LATEST UPDATE: As of 2017, Smashbox does not sell products in mainland China and does not test on animals where required by law. Smashbox is now cruelty-free.
Smashbox does test on animals where required by law. This means that Smashbox can’t be considered a cruelty-free company.
We’ve been hearing from many of you about questions you may have regarding animal testing, so we just wanted to quickly let you know that nothing has changed at Smashbox. Our founders launched with a commitment to end animal testing, and that commitment remains. We totally hear your concerns and assure you that our principles are the same today as they were when we first launched.
Here’s the animal testing policy from Smashbox’s parent company, Estee Lauder:
We don’t test on animals, nor ask others to test on our behalf, except when required by law.
You can find all the facts about the Estée Lauder Companies’ commitment to help eliminate animal testing here.
Smashbox have changed their FAQ in regards to animal testing. I have contacted Smashbox and they pulled their products out of the Chinese market.
This change will not affect my personal position about Smashbox’s status, and I do not consider this brand to be cruelty-free. The reasons why a brand would stop selling in China are many. It doesn’t mean that Smashbox took a stance against animal testing, especially considering that over 90% of Estee Lauder brands (Smashbox’s parent company) are still being sold in China. Perhaps the withdrawl was nothing more than a financial decision.
Whatever the reason, a brand should not be rewarded and deemed cruelty-free after having already made the decision to sell in China, knowing full well that this decision also means contributing to animal suffering.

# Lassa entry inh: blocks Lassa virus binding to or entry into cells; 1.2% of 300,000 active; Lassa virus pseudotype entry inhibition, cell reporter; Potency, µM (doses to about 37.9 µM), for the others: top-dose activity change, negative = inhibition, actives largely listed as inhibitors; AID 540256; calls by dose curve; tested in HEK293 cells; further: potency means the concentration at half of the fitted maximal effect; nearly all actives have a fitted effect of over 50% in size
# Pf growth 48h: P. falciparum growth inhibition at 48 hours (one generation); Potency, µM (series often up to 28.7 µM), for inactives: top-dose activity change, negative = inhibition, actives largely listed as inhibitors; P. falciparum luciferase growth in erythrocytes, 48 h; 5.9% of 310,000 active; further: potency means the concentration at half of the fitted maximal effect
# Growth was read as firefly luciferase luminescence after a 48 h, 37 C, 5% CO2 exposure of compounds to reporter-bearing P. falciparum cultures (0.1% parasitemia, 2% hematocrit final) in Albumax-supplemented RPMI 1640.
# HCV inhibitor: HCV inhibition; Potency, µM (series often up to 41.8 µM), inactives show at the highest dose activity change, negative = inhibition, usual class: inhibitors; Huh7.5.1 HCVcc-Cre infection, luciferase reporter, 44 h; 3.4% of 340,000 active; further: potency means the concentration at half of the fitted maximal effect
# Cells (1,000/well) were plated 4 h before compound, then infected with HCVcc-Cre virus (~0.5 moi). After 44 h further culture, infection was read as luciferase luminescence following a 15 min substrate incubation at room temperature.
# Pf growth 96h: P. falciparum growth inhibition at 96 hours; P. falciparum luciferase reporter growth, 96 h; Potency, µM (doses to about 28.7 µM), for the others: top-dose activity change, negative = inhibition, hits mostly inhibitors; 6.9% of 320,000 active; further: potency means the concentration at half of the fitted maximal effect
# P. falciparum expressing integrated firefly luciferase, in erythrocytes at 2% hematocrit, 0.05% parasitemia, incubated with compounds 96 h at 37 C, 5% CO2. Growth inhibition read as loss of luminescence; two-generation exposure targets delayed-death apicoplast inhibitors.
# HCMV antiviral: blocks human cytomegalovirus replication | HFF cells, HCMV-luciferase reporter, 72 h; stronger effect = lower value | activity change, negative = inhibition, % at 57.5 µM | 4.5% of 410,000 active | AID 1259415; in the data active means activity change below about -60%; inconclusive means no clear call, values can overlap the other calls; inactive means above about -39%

I included a screenshot of their old policy, as well as one of their updated policy below.
July 4th 2014
May 24th 2016
It’s important to mention that although they pulled out of the Chinese market, their policy is still to test on animals when required by law. There was no change in their animal testing policy, but only in their distribution. This means that Smashbox can choose to re-enter the Chinese market at any point without violating their animal testing policy.
Unfortunately not everyone will share this opinion, and although I do respect everyone’s opinions, I don’t understand how PETA can claim that Smashbox is a cruelty-free company. Smashbox has been selling cosmetics in China for years prior to pulling out. This means that their products have been tested on animals in the recent past.
If your personal definition of cruelty-free cosmetics means no animal testing in China, then I can’t recommend supporting Smashbox.
That being said, keep in mind that Smashbox isn’t a part of the Leaping Bunny’s list, which is a more reliable cruelty-free organization. Click here to learn more about the differences between PETA and the Leaping Bunny.
Download the full list of cruelty-free brands in my 10-page guide, Cruelty-Free Made Simple. Enter your name and email below to get it in your inbox.